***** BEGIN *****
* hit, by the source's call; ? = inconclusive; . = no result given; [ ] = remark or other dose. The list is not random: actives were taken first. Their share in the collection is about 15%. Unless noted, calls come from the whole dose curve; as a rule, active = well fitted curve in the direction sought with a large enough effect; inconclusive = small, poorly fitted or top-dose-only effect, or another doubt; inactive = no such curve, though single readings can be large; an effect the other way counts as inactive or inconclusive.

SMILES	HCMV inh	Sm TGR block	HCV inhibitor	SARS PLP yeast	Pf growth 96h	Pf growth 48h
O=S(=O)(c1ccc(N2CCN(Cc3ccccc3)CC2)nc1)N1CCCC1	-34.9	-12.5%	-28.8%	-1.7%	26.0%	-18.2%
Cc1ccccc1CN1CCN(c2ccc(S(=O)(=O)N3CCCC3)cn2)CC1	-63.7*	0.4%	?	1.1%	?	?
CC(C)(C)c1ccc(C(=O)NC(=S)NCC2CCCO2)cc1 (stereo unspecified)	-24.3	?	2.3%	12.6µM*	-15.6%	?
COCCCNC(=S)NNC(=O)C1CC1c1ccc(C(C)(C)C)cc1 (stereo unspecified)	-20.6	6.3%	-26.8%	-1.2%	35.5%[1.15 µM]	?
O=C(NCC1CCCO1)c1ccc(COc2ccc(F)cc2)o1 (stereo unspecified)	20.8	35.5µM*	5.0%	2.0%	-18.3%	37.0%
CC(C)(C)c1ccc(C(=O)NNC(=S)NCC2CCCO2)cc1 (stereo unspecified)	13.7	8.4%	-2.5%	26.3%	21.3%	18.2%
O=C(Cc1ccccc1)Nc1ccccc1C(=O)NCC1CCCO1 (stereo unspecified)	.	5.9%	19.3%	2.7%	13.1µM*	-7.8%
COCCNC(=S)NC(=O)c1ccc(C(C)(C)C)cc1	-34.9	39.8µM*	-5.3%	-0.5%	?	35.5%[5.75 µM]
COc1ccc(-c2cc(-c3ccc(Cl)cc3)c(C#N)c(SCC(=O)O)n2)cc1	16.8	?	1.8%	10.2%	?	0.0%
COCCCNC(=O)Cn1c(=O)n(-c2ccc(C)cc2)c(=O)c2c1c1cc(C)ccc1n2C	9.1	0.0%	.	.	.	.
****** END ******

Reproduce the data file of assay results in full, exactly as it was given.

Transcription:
* hit, by the source's call; ? = inconclusive; . = no result given; [ ] = remark or other dose. The list is not random: actives were taken first. Their share in the collection is about 15%. Unless noted, calls come from the whole dose curve; as a rule, active = well fitted curve in the direction sought with a large enough effect; inconclusive = small, poorly fitted or top-dose-only effect, or another doubt; inactive = no such curve, though single readings can be large; an effect the other way counts as inactive or inconclusive.

SMILES	HCMV inh	Sm TGR block	HCV inhibitor	SARS PLP yeast	Pf growth 96h	Pf growth 48h
O=S(=O)(c1ccc(N2CCN(Cc3ccccc3)CC2)nc1)N1CCCC1	-34.9	-12.5%	-28.8%	-1.7%	26.0%	-18.2%
Cc1ccccc1CN1CCN(c2ccc(S(=O)(=O)N3CCCC3)cn2)CC1	-63.7*	0.4%	?	1.1%	?	?
CC(C)(C)c1ccc(C(=O)NC(=S)NCC2CCCO2)cc1 (stereo unspecified)	-24.3	?	2.3%	12.6µM*	-15.6%	?
COCCCNC(=S)NNC(=O)C1CC1c1ccc(C(C)(C)C)cc1 (stereo unspecified)	-20.6	6.3%	-26.8%	-1.2%	35.5%[1.15 µM]	?
O=C(NCC1CCCO1)c1ccc(COc2ccc(F)cc2)o1 (stereo unspecified)	20.8	35.5µM*	5.0%	2.0%	-18.3%	37.0%
CC(C)(C)c1ccc(C(=O)NNC(=S)NCC2CCCO2)cc1 (stereo unspecified)	13.7	8.4%	-2.5%	26.3%	21.3%	18.2%
O=C(Cc1ccccc1)Nc1ccccc1C(=O)NCC1CCCO1 (stereo unspecified)	.	5.9%	19.3%	2.7%	13.1µM*	-7.8%
COCCNC(=S)NC(=O)c1ccc(C(C)(C)C)cc1	-34.9	39.8µM*	-5.3%	-0.5%	?	35.5%[5.75 µM]
COc1ccc(-c2cc(-c3ccc(Cl)cc3)c(C#N)c(SCC(=O)O)n2)cc1	16.8	?	1.8%	10.2%	?	0.0%
COCCCNC(=O)Cn1c(=O)n(-c2ccc(C)cc2)c(=O)c2c1c1cc(C)ccc1n2C	9.1	0.0%	.	.	.	.